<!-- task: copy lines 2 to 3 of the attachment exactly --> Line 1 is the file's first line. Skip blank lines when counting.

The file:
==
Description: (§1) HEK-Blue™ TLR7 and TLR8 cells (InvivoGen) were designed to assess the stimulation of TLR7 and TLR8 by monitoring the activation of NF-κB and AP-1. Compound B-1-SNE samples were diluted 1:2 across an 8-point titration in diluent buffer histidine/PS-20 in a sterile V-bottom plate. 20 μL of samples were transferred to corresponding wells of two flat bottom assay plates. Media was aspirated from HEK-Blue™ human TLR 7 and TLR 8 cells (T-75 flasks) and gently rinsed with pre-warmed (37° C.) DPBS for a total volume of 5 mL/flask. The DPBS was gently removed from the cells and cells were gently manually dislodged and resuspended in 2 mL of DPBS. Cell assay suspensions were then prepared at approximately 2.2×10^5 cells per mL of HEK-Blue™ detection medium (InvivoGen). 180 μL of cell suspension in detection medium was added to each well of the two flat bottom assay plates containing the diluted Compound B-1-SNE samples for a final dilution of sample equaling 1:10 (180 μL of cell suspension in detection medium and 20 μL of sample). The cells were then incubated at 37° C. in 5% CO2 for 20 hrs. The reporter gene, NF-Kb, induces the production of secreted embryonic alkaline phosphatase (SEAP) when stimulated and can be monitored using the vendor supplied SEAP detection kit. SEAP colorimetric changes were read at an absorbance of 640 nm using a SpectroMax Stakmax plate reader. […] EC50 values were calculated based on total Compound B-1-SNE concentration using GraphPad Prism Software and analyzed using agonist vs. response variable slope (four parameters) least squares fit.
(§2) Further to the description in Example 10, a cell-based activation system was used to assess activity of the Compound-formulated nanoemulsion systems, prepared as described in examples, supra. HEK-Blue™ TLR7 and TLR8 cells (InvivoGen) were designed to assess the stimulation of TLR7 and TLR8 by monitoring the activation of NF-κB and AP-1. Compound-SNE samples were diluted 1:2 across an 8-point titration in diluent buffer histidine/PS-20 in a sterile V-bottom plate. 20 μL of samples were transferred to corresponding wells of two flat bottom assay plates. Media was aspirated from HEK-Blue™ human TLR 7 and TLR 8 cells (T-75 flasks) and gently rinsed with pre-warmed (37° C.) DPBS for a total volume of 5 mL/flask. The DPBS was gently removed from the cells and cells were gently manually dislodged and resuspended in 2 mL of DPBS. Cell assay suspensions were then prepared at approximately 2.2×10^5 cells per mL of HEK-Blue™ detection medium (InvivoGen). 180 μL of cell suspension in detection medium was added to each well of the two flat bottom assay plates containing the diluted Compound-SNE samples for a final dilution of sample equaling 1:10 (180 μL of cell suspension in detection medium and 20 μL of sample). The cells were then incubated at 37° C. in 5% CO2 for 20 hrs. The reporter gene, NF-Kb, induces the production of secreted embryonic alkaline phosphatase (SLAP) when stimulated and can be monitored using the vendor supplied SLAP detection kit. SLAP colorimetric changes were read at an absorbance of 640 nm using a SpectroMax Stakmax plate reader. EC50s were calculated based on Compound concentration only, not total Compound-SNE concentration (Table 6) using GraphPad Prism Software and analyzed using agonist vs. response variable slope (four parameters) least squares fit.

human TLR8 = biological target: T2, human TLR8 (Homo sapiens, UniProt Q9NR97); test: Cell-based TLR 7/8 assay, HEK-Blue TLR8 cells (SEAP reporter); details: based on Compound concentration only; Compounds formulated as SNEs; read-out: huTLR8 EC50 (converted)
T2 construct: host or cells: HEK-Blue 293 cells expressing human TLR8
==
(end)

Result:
(§2) Further to the description in Example 10, a cell-based activation system was used to assess activity of the Compound-formulated nanoemulsion systems, prepared as described in examples, supra. HEK-Blue™ TLR7 and TLR8 cells (InvivoGen) were designed to assess the stimulation of TLR7 and TLR8 by monitoring the activation of NF-κB and AP-1. Compound-SNE samples were diluted 1:2 across an 8-point titration in diluent buffer histidine/PS-20 in a sterile V-bottom plate. 20 μL of samples were transferred to corresponding wells of two flat bottom assay plates. Media was aspirated from HEK-Blue™ human TLR 7 and TLR 8 cells (T-75 flasks) and gently rinsed with pre-warmed (37° C.) DPBS for a total volume of 5 mL/flask. The DPBS was gently removed from the cells and cells were gently manually dislodged and resuspended in 2 mL of DPBS. Cell assay suspensions were then prepared at approximately 2.2×10^5 cells per mL of HEK-Blue™ detection medium (InvivoGen). 180 μL of cell suspension in detection medium was added to each well of the two flat bottom assay plates containing the diluted Compound-SNE samples for a final dilution of sample equaling 1:10 (180 μL of cell suspension in detection medium and 20 μL of sample). The cells were then incubated at 37° C. in 5% CO2 for 20 hrs. The reporter gene, NF-Kb, induces the production of secreted embryonic alkaline phosphatase (SLAP) when stimulated and can be monitored using the vendor supplied SLAP detection kit. SLAP colorimetric changes were read at an absorbance of 640 nm using a SpectroMax Stakmax plate reader. EC50s were calculated based on Compound concentration only, not total Compound-SNE concentration (Table 6) using GraphPad Prism Software and analyzed using agonist vs. response variable slope (four parameters) least squares fit.

human TLR8 = biological target: T2, human TLR8 (Homo sapiens, UniProt Q9NR97); test: Cell-based TLR 7/8 assay, HEK-Blue TLR8 cells (SEAP reporter); details: based on Compound concentration only; Compounds formulated as SNEs; read-out: huTLR8 EC50 (converted)